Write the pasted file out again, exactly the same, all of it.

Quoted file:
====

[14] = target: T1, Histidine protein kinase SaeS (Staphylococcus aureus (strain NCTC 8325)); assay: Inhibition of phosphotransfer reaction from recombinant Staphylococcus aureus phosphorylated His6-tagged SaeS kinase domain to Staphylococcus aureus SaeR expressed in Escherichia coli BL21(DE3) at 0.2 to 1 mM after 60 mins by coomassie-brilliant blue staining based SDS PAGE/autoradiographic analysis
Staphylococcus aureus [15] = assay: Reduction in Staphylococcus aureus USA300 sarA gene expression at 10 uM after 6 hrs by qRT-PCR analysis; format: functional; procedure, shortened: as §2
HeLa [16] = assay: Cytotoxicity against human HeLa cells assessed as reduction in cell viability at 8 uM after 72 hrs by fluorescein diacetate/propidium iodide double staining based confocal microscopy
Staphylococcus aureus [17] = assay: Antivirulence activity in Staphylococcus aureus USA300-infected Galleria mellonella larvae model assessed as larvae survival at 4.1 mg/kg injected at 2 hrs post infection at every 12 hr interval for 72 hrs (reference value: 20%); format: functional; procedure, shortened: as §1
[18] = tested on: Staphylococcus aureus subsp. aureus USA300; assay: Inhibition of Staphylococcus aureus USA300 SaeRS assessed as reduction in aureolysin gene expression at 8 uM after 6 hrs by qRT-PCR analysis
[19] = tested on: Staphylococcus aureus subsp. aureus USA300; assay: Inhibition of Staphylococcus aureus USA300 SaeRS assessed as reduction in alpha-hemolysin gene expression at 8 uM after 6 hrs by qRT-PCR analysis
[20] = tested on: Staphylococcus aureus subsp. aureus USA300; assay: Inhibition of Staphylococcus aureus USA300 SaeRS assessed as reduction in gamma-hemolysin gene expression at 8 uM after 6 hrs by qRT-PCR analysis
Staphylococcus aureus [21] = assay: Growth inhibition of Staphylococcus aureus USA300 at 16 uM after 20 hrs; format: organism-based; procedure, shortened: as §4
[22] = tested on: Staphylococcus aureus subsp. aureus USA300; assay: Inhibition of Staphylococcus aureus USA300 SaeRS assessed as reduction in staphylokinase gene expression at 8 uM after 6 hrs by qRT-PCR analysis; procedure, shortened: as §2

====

[14] = target: T1, Histidine protein kinase SaeS (Staphylococcus aureus (strain NCTC 8325)); assay: Inhibition of phosphotransfer reaction from recombinant Staphylococcus aureus phosphorylated His6-tagged SaeS kinase domain to Staphylococcus aureus SaeR expressed in Escherichia coli BL21(DE3) at 0.2 to 1 mM after 60 mins by coomassie-brilliant blue staining based SDS PAGE/autoradiographic analysis
Staphylococcus aureus [15] = assay: Reduction in Staphylococcus aureus USA300 sarA gene expression at 10 uM after 6 hrs by qRT-PCR analysis; format: functional; procedure, shortened: as §2
HeLa [16] = assay: Cytotoxicity against human HeLa cells assessed as reduction in cell viability at 8 uM after 72 hrs by fluorescein diacetate/propidium iodide double staining based confocal microscopy
Staphylococcus aureus [17] = assay: Antivirulence activity in Staphylococcus aureus USA300-infected Galleria mellonella larvae model assessed as larvae survival at 4.1 mg/kg injected at 2 hrs post infection at every 12 hr interval for 72 hrs (reference value: 20%); format: functional; procedure, shortened: as §1
[18] = tested on: Staphylococcus aureus subsp. aureus USA300; assay: Inhibition of Staphylococcus aureus USA300 SaeRS assessed as reduction in aureolysin gene expression at 8 uM after 6 hrs by qRT-PCR analysis
[19] = tested on: Staphylococcus aureus subsp. aureus USA300; assay: Inhibition of Staphylococcus aureus USA300 SaeRS assessed as reduction in alpha-hemolysin gene expression at 8 uM after 6 hrs by qRT-PCR analysis
[20] = tested on: Staphylococcus aureus subsp. aureus USA300; assay: Inhibition of Staphylococcus aureus USA300 SaeRS assessed as reduction in gamma-hemolysin gene expression at 8 uM after 6 hrs by qRT-PCR analysis
Staphylococcus aureus [21] = assay: Growth inhibition of Staphylococcus aureus USA300 at 16 uM after 20 hrs; format: organism-based; procedure, shortened: as §4
[22] = tested on: Staphylococcus aureus subsp. aureus USA300; assay: Inhibition of Staphylococcus aureus USA300 SaeRS assessed as reduction in staphylokinase gene expression at 8 uM after 6 hrs by qRT-PCR analysis; procedure, shortened: as §2